It comes as no surprise to many of us that prison officers face the risk, and the reality, of assaults in their workplace on a daily basis. However, just because this line of work carries inherent risks does not allow employers to ignore their legal duty to keep their workers as safe as reasonably possible.
In practical terms, this duty means taking such action as:
Giving staff sufficient training to keep themselves safe
For some kinds of worker, such as prison officers, the old adage of ‘safety in numbers’ often applies. Employers who do not organise sufficient numbers of staff to maintain safe working practices may easily find themselves liable for compromising their workers’ safety.
A recent case reported in the Guardian highlighted just how dangerous the consequences of such failures can be. A G4S prison officer, Ryan Goodenough, suffered permanent brain damage after he was hit over the head with a radio by an inmate.
G4S admitted they had failed in their duty of care towards Mr Goodenough by causing him to be in charge of six inmates on his own. They agreed to pay Mr Goodenough a compensation settlement for the injuries and other losses he had sustained.
In the same month, the Ministry of Justice confirmed its decision to strip G4S of its contract running HMP Birmingham due to the long list of troubles which had plagued the prison. Amongst these problems were regular attacks on prison officers by inmates.
In another recent incident, a prison officer at HMP Nottingham had his throat cut by a prisoner wielding a razor blade. It was described as an unprovoked attack carried out by the prisoner on the first prison officer he saw.
Given extreme dangers like these, which prison officers face as part of their work, it is unsurprising that the POA Union has called for urgent action to be taken. They have requested that additional safety equipment be issued urgently to prison officers, such as PAVA, an incapacitant spray, which is currently being rolled out gradually.
Discussing threats to teachers in the workplace feels like a dramatic switch from those faced by prison officers. You could make the flippant comparison that both professions involve custody of the unruly elements of society, crammed into a place they don’t want to be – but, unfortunately, the safety risks which teachers face at work are anything but a joke.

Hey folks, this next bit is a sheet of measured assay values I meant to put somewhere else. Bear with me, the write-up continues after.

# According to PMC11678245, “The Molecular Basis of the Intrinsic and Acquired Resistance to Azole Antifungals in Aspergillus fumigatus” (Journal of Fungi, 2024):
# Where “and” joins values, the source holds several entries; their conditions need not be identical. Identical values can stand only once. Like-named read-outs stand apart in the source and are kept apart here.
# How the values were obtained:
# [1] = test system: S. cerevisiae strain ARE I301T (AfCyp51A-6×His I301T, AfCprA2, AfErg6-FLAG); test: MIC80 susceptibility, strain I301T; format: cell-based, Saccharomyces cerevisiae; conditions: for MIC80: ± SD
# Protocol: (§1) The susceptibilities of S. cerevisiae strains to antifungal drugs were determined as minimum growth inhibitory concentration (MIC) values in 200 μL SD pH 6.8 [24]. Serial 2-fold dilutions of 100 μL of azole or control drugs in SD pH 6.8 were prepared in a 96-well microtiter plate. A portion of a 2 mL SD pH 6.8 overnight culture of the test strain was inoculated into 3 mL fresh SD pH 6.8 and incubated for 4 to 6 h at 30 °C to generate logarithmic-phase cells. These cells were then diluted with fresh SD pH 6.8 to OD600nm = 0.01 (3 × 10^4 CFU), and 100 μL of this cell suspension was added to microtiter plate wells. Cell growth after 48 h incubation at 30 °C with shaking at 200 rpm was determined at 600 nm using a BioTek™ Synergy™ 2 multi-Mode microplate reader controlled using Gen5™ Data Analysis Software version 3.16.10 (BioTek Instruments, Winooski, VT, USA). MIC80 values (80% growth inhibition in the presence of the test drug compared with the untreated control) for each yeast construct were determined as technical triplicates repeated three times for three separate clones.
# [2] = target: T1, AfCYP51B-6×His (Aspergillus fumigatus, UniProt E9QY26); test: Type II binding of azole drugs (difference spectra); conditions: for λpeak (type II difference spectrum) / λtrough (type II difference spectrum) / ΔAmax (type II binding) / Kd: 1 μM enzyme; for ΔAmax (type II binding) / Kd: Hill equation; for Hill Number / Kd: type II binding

Assaults by pupils appear to be shockingly widespread. A recent study by the NASUWT union found that, out of almost 5,000 members surveyed, 24% faced violence in their role on a weekly basis. 29% had been hit, punched or kicked and 42% had been verbally threatened.
The union has argued that teachers do not get the support they deserve from their employers. Chris Keates, the union’s general secretary stated: “It is simply unacceptable that employers are failing in their legal duty of care to provide a safe working environment.”
One teacher responding to the survey, a former rugby player, said they were “more protected against physical violence and verbal intimidation on the pitch” than they were at school.
Another, smaller scale survey also suggests the risk to teachers from being assaulted at work are significant. This involved a poll of 505 teachers in East Ayrshire conducted by the union EIS. Its most attention-grabbing finding was that 95% of the teachers reported that they had seen or experienced a violent incident in school. Perhaps more worrying, however, is the finding that over 50 teachers had seen or experienced a sexual assault.
It is important to remember that the same legal duty of care, described at the start of this blog post, applies equally to teachers in schools as it does to any other worker in any other workplace.
Another element of this duty is the obligation to monitor threats to workers’ safety, investigate them seriously, and use appropriate means to minimise the threat. If employers fall short of these obligations, or any other element of the duty of care, workers who are injured as a result may be entitled to compensation. A special needs teaching assistant in Plymouth was recently successful in her claim for compensation on this basis. Andrea McGowan had been subject to repeated death threats from one student in particular, but had to continue teaching the student. The student later assaulted Mrs McGowan, putting her in a headlock, which caused injuries to her neck and back and left her with psychological symptoms.
If you have been assaulted at work, or you feel your employer is not respecting your workplace rights, you should seek legal advice. Get in touch with Truth Legal for expert personal injury and employment law guidance.
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